Community-Funded Coffee Deliveries Bring “Sheer Happiness” To Hospital Workers

Cora O’Regan with the first Blend delivery. Photo by Samantha Hernandez.

Brooklyn hospital workers are spending every day fighting the coronavirus pandemic. “It’s a warzone… It’s brutal. It’s mentally and physically exhausting,” said Cora O’Regan, an emergency room (ER) nurse at NYU Langone Hospital’s Brooklyn branch. “There’s an emotional element of this that’s unmatched. We’re seeing the sickest patients in the world right now, and it’s hard.”

For medical workers facing the hellish realities of hospital life, services like the community-funded coffee delivery from Bay Ridge’s Blend Coffee provide a much-needed respite.

“It’s like going through a rainstorm for days and days and days, and then the sun finally peaks just because someone thought of you and wanted to bring you a coffee,” said O’Regan.

Justin Mattera is the founder of Blend and the pastor and founder of ZION Church, a forward-thinking Bay Ridge church that caters to younger Brooklyners.

His brother gave him the idea to start donating coffee to hospital staff. Mattera made a Facebook post on Wednesday, March 25 at 9:43 a.m. By 1 p.m. he had so many donations that he was able to make his first delivery of 70 coffees to NYU Langone Brooklyn in Sunset Park.

“Our church was already serving the neighborhood in different ways — doing grocery runs and praying for people who needed it,” said Mattera. “We’ve been trying to think about how we can serve people.”

Samantha Hernandez, a medical clerk in the ER at NYU Langone Brooklyn, says that this is a meaningful service for staff at the hospital. “Getting that break room full of coffee is saving nurses who can’t change out of their personal protective equipment (PPE) to run to a coffee shop,” said Hernandez. “It’s service like no other.”

Nurses are working 12-hour shifts in the ER, O’Regan told us. Six of those hours are spent in the COVID unit, an area she describes as an “airborne open space.” The PPE that hospital staff wear for protection includes an N95 respirator, which makes eating or drinking impossible, and a full-body gown, which means no bathroom breaks.

Cora O’Regan wearing full PPE to protect herself from the coronavirus. Photo courtesy of Cora O’Regan

The virus is taking a mental, as well as physical toll on health workers.

“Not only are we worried about what goes on at work, we are worried about what we are bringing home to our families,” said Hernandez. “It is no secret that protective equipment is scarce these days, but going home and possibly getting a loved one sick is exhausting.”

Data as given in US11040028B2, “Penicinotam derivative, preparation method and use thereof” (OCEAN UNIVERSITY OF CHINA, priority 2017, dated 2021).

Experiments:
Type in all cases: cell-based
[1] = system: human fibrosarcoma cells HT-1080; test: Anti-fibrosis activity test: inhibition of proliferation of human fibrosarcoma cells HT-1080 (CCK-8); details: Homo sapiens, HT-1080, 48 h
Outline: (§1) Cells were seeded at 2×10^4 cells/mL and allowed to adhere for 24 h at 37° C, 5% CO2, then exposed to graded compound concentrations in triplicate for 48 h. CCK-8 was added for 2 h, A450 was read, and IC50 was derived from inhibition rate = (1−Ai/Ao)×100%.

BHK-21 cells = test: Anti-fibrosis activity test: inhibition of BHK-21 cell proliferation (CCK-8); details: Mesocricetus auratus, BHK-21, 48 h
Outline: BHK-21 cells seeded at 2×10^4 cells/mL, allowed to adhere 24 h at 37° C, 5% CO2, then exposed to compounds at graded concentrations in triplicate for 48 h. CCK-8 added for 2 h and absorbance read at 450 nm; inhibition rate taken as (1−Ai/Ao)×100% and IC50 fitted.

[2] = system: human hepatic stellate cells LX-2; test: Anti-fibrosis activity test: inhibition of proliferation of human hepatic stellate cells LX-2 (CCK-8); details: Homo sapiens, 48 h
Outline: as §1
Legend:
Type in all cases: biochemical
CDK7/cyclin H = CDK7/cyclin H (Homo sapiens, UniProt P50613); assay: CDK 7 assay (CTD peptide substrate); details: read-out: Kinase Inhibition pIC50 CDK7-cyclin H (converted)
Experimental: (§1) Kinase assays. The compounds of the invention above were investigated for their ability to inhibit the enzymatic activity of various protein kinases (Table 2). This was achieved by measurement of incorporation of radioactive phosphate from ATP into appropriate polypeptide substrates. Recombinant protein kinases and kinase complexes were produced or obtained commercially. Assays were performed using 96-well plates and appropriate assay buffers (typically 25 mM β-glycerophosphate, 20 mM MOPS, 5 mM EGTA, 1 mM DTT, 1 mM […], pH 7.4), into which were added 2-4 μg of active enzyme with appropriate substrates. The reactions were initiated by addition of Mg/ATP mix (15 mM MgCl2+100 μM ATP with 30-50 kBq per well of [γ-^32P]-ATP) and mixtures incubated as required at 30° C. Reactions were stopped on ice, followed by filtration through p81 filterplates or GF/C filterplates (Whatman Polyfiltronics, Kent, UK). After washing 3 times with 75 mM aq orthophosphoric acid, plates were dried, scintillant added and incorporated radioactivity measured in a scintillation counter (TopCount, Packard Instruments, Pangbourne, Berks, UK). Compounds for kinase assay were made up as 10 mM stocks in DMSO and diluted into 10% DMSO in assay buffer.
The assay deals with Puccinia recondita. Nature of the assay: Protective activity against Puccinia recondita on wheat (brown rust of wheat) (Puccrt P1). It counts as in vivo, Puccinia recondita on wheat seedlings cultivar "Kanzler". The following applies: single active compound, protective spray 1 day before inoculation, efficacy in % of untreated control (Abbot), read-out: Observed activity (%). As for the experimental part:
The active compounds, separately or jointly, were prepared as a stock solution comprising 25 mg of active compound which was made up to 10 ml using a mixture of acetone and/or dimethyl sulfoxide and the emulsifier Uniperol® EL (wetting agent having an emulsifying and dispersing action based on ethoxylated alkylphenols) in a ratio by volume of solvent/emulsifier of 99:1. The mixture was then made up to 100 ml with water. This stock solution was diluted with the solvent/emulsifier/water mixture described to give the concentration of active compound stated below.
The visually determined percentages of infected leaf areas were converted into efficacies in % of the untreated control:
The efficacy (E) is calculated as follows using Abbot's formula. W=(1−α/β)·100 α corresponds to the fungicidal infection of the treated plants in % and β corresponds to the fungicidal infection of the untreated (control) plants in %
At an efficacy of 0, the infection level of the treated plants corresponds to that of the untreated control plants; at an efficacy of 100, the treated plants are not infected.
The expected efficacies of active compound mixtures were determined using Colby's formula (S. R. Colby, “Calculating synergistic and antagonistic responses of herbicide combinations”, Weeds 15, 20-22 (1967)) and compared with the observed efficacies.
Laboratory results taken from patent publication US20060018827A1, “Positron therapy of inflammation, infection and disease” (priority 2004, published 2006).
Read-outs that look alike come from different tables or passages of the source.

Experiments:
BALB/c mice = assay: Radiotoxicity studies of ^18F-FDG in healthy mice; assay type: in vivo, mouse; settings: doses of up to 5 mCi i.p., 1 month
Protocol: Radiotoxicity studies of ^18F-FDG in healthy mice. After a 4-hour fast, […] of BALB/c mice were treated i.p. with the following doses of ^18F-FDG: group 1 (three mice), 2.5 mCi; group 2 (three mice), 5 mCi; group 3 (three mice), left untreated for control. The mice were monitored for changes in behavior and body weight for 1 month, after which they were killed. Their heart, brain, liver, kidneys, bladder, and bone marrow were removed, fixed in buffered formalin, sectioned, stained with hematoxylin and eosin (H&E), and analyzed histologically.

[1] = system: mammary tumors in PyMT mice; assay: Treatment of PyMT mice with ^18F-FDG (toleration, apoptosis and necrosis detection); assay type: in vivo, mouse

“As little as they may seem, we can’t thank people enough for how happy we are by just doing this,” said O’Regan. “I don’t have access to my kitchen right now, because I live with my family and I’m completely self-isolated. Like I don’t have the capacity to make my own meals anymore so yesterday just like having someone bring me a meal, it was like oh this is such a relief. Having someone bring us a coffee, I’m a huge coffee drinker, so it actually made my day. Blend coming in there changed my whole mood.”

Church volunteers have been putting messages on the coffee. O’Regan said she found this one particularly moving. Photo by Cora O’Regan

Blend, like many coffee shops, has been struggling with the consequences of the pandemic. The four staff who work for Mattera were in jeopardy of losing their jobs. With enough donations, these deliveries might keep them employed, Mattera said. No one has had to scale back their hours yet, and Mattera is planning on expanding his deliveries. He says he got a text from one of the nurses saying the night-shift felt left out. The community has provided a steady stream of donations, so Thursday, March 26, he made an extra delivery in the evening. 

If the donations continue, he hopes to deliver to other hospitals, nursing homes, and grocery stores as well. With his employees from the shop ready to brew coffee and volunteers from the church ready to make deliveries, the operation has a lot of room to grow.

He sees this crisis as a time to act like a Christian. “One of the biggest Christian ethics, historically, is in times of crisis how do we help?” said Mattera. “You talk about these things, but when it actually happens you get to see the reality of your faith and what you really believe in.”

O’Regan says that this crisis has brought out aspects of people she hadn’t seen before. “It shows us a different side of humanity that was almost lacking before COVID,” said O’Regan. “This has, in a way, caused people to step back and start doing things that we could have been doing before but didn’t.”

Whether or not Mattera gets to expand his operation, the deliveries made so far have already profoundly impacted the staff at the hospital. “It was the only smile that came across my face all day,” said O’Regan. “It was sheer happiness.”

If you would like to donate you can send money to @blendbayridge on Venmo or @blendbayridge.com on Quickpay and Zelle. Make sure to include a message to send to the hospital staff!

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Curtis Brodner

Curtis is a reporter for Bklyner. Message me with tips, questions and lavish praise (or complaints) at curtis@bklyner.com or on Twitter @CurtisBrodner.

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